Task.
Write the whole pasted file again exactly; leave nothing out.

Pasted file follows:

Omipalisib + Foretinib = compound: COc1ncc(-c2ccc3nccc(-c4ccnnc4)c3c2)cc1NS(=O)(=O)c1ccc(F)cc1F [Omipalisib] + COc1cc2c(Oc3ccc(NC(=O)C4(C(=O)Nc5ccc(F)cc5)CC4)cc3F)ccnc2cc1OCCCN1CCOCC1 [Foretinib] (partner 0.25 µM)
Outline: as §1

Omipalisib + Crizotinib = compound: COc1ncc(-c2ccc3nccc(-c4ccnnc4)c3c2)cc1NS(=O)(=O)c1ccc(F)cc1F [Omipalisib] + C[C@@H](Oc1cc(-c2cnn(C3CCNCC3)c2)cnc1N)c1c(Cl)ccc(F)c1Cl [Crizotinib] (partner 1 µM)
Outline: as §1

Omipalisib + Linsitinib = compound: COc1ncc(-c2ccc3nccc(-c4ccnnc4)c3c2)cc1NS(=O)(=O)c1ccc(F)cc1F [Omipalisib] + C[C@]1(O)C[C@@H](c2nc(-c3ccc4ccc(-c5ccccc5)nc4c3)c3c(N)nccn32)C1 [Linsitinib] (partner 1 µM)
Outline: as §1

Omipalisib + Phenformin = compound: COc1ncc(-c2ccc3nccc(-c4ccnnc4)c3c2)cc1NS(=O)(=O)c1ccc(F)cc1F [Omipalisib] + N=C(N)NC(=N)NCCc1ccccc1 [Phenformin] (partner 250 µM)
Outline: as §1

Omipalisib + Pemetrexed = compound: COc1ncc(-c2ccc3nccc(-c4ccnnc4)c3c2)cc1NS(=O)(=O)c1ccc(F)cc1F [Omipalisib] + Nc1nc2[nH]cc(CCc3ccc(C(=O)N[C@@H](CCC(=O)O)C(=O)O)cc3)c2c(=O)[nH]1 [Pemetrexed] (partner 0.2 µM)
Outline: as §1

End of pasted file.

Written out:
Omipalisib + Foretinib = compound: COc1ncc(-c2ccc3nccc(-c4ccnnc4)c3c2)cc1NS(=O)(=O)c1ccc(F)cc1F [Omipalisib] + COc1cc2c(Oc3ccc(NC(=O)C4(C(=O)Nc5ccc(F)cc5)CC4)cc3F)ccnc2cc1OCCCN1CCOCC1 [Foretinib] (partner 0.25 µM)
Outline: as §1

Omipalisib + Crizotinib = compound: COc1ncc(-c2ccc3nccc(-c4ccnnc4)c3c2)cc1NS(=O)(=O)c1ccc(F)cc1F [Omipalisib] + C[C@@H](Oc1cc(-c2cnn(C3CCNCC3)c2)cnc1N)c1c(Cl)ccc(F)c1Cl [Crizotinib] (partner 1 µM)
Outline: as §1

Omipalisib + Linsitinib = compound: COc1ncc(-c2ccc3nccc(-c4ccnnc4)c3c2)cc1NS(=O)(=O)c1ccc(F)cc1F [Omipalisib] + C[C@]1(O)C[C@@H](c2nc(-c3ccc4ccc(-c5ccccc5)nc4c3)c3c(N)nccn32)C1 [Linsitinib] (partner 1 µM)
Outline: as §1

Omipalisib + Phenformin = compound: COc1ncc(-c2ccc3nccc(-c4ccnnc4)c3c2)cc1NS(=O)(=O)c1ccc(F)cc1F [Omipalisib] + N=C(N)NC(=N)NCCc1ccccc1 [Phenformin] (partner 250 µM)
Outline: as §1

Omipalisib + Pemetrexed = compound: COc1ncc(-c2ccc3nccc(-c4ccnnc4)c3c2)cc1NS(=O)(=O)c1ccc(F)cc1F [Omipalisib] + Nc1nc2[nH]cc(CCc3ccc(C(=O)N[C@@H](CCC(=O)O)C(=O)O)cc3)c2c(=O)[nH]1 [Pemetrexed] (partner 0.2 µM)
Outline: as §1